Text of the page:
Midlands is biggest economic victim of Covid-19 lockdown

A 75pc plunge in manufacturing has cost the East and West Midlands a heavy economic price, CEBR report warns

Britain's manufacturing heartlands in the Midlands have been hardest hit by the coronavirus lockdown, according to new research which threatens Boris Johnson's bid to “level up” the regions and will pile pressure on ministers to spell out plans for a return to work.

The shutdown is costing the UK economy £2.7bn every day in lost growth as nationwide output slumps an estimated 34pc, the study by the Centre for Economics and Business Research (CEBR) and law firm Irwin Mitchell warned – with regions meant to benefit most from Prime Minister Johnson's reforming agenda hammered worst.

The East and West Midlands are most affected by the deep-freezing of the economy due to their dependence on manufacturing, which has slumped by 75pc in the wake of the outbreak. The East Midlands has suffered a brutal 40pc collapse in output according to CEBR, with the West Midlands down 39pc.

It highlights the damage which lockdown is doing to key electoral battlegrounds where the Tory landslide was forged in December.

The East and West Midlands are together home to over 600,000 manufacturing staff and are a key base for the UK’s car industry. But the sector has seen swathes of closures since March, including Toyota’s mothballing of its Burnaston plant in Derbyshire, employing some 2,600 workers.

Jaguar Land Rover has also furloughed 20,000 staff and shuttered its West Midlands sites until later this month.

Luxury carmaker Rolls-Royce is the only manufacturer to have resumed production so far, although the industry is gradually coming back to life with Aston Martin set to reopen its factory in South Wales on Tuesday. Ford and BMW are both bringing their Europan plants back online. 

Yorkshire and the Humber and the North West have suffered the next-steepest declines, with their economies cratering 37pc each.

By contrast, London is thought to have slumped by a smaller 28pc – still a drop unprecedented in modern times – as the lockdown suits its more services-based economy where staff are able to work from home.

Daryn Park, a CEBR economist, said: “Industries tend to cluster together, and hence certain regions are likely to weather the lockdown period better than others.

“London has a high concentration of financial and professional services that, to a greater extent, can continue operating under lockdown.

“The West Midlands in contrast has a high concentration of manufacturing which, as a result of a fall in demand for consumer products, has seen a subsequent fall in demand for manufacturing outputs, negatively affecting their economy.”

Make UK, the manufacturing lobby group, warned that a swift recovery is unlikely in the Midlands and called on ministers for more support as Mr Johnson prepares to set out plans to unlock the economy.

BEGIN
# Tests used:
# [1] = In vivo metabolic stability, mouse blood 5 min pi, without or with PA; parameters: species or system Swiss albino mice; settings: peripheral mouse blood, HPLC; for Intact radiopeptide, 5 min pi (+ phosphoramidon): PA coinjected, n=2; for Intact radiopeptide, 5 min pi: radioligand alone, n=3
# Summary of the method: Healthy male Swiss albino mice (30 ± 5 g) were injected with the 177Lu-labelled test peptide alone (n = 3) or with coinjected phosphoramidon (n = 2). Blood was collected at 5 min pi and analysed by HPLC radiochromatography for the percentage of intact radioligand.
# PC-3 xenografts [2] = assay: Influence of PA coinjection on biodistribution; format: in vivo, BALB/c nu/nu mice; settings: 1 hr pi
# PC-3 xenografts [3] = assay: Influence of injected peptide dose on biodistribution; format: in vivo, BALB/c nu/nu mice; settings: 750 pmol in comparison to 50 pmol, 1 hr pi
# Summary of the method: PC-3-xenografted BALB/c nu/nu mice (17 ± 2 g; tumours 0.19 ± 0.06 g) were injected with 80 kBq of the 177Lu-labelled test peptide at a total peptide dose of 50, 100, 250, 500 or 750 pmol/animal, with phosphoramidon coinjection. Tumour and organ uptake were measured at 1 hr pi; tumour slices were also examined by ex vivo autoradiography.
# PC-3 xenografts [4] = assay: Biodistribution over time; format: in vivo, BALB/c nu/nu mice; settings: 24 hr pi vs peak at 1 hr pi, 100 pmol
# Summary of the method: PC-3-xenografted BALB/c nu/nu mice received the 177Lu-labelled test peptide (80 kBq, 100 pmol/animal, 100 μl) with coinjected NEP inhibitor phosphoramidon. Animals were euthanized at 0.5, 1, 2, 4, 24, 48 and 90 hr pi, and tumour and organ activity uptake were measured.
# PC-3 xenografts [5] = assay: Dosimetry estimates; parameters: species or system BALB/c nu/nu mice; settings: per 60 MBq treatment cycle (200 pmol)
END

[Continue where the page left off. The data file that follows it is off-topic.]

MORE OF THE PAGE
A spokesman said: “Given the impact on the manufacturing supply chain which is likely to see disruption for some time to come, there will be a need for the Government to be creative and flexible in its approach to supporting the sector in the same way as companies.

“Any national recovery plan once we are beyond the immediate crisis must have a critical emphasis on boosting trade and upskilling the workforce, especially in digital skills which will be central to industry from now on.”

Economists have meanwhile warned that maintaining social distancing for a prolonged period could delay the recovery with a long hit to retail and a serious blow to leisure industries for the rest of this year.

Paul Dales, chief UK economist at Capital Economics, said the recession risks turning from a “tick-shaped” slump with a gradual recovery into a deeper “U-shaped” crash with dire consequences for growth and jobs.

He warned this could result in more unemployment and bankruptcies as bars, cafes and restaurants may not be able to survive with lower customer numbers.

Mr Dales said: “There were lots of cafes, restaurants, pubs and retail companies that weren’t making a huge profits before the crisis.

“If they can now only serve half as many customers as before, then they might not last long.”

Tej Parikh, chief economist at the Institute of Directors, said: “Our initial figures suggest many firms think they can operate at or near pre-crisis levels under social distancing rules, but there are significant numbers that could struggle.

“Regardless of how effectively firms can operate, low demand will continue to limit activity for some time yet.”

Additional reporting by Lizzy Burden